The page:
The Bible generally attributes sorrow and despair to enemies or unconfessed sin, both of which can decidedly cause depression. Secret sins hurt the most. Failure to repent, turn from the sin and receive forgiveness and failure to appreciate the glory of God, the magnitude of His sacrifice, the joy of His service and the wonder of His love and His holy word can cause the Christian enter the darkness of despair.
The seriousness of spiritual depression and the need of repentance, forgiveness, turning from sin, restoration of relationships, seeking the face of God and recognition of the sovereignty of God cannot be overemphasized. Spiritual depression robs us of the certainty of God's care and providence. Pastor and elders must boldly proclaim the gospel seeking restoration of the straying or troubled saint. The family of God needs to be involved; encouraging, coming along side, supporting and helping the downcast. God can heal if He chooses—and He does.
The puritans recognized depression and called it melancholy of the soul. They admonished confession, repentance, forgiveness and pleading at the throne of God for mercy. But the Puritans also recognized an endogenous depression which happened to the spiritually upright, to those with no cause for the turmoil and despair within. Richard Baxter, a Puritan pastor wrote, "If other means will not do, neglect not medicine; and though they will be averse to it, as believing that the disease is only in the mind, they must be persuaded or forced to it."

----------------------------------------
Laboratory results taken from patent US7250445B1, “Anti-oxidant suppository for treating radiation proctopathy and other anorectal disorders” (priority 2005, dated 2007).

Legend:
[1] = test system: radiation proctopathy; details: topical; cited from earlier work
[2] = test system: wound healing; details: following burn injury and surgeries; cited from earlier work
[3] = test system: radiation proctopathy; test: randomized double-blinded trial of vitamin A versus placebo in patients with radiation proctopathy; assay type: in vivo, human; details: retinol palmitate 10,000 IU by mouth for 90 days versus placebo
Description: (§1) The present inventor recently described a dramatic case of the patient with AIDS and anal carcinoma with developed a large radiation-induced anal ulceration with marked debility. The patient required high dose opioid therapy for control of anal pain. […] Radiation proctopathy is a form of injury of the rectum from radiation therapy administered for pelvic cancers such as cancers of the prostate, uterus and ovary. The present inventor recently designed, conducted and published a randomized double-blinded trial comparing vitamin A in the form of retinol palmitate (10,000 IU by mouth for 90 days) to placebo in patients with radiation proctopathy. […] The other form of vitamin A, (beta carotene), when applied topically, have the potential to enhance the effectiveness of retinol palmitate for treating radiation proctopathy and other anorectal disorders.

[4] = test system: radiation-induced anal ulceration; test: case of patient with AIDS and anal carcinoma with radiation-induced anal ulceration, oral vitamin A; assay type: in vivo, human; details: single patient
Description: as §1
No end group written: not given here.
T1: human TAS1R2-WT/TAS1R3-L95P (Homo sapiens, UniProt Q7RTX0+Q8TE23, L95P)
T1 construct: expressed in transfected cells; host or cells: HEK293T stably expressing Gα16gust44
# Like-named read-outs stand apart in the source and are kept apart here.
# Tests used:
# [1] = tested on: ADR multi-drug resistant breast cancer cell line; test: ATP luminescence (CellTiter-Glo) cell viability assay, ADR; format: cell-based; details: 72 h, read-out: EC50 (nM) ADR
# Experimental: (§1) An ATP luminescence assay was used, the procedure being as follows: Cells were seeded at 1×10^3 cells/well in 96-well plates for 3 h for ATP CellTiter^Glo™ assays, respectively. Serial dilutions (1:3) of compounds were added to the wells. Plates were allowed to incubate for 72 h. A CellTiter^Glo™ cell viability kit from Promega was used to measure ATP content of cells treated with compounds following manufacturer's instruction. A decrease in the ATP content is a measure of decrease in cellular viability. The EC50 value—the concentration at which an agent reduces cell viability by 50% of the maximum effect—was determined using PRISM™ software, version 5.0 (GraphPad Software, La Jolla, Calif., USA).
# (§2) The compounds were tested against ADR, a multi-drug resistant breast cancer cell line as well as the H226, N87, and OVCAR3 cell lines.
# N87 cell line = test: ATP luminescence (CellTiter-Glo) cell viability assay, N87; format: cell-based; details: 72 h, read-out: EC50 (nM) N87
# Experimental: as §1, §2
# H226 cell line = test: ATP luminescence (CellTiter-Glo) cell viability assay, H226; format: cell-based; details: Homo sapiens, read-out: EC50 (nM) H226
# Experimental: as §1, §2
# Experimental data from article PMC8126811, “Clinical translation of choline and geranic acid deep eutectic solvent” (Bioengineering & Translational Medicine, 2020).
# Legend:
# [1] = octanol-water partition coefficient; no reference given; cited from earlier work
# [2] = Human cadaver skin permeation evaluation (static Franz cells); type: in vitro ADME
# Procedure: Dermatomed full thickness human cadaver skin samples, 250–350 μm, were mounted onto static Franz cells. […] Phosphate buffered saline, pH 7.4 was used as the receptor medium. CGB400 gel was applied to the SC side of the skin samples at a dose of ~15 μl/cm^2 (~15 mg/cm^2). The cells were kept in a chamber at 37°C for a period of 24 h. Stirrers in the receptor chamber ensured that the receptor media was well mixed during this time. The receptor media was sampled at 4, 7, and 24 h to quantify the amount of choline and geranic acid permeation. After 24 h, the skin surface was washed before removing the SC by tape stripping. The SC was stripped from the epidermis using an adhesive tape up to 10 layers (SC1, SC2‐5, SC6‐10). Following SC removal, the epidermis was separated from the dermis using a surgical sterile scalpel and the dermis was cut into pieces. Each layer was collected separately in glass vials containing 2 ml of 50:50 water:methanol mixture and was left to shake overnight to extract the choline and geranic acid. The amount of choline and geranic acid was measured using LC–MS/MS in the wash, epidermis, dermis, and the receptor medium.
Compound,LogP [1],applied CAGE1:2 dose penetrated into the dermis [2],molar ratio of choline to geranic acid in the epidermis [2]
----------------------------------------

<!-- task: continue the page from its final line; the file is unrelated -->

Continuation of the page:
My story continues,
When she return four weeks later, she said, "Doctor Anderson, I feel normal for the first time in eight years. I can pray and worship and fellowship again. Christ has become more real than ever. My husband and family cannot believe the change."
Pastors, elders and the church family need to acknowledge the medical side of depression and not just the spiritual side of depression. Medical depression exists and affects the saved and unsaved alike. The seriously depressed who find healing and relief in medical treatment benefit from the common grace of God which is showered on all humanity (it rains of the just and unjust alike). Those saints should not be castigated, belittled or shunned.
True medical depression is hard to understand for those who have never experienced it. But the depressed who find themselves in the pit with no way out, those who view suicide as a relief from this despair and those who wish for death every night as they crawl into bed understand. They need kindness, understanding, and help from the church without the side looks and whispers. They need the body of Christ to come along side, provide Christian love, care and help, just like one would with a grieving widow. The depressed need understanding and prayer, not a scold.
Matt Anderson, MD is an obstetrician/gynecologist who has practiced for 28 years. He and his wife have four married children and 14 grandchildren. He is a member of the American Association of Prolife Obstetricians and Gynecologists (aaplog.org). He and his wife attend the Mounds View campus of Bethlehem Baptist Church in Minneapolis, MN. Dr. Anderson has written for WORLD Magazine (worldmag.com) and occasionally blogs at mdviews.wordpress.com.
Publication date: December 15, 2010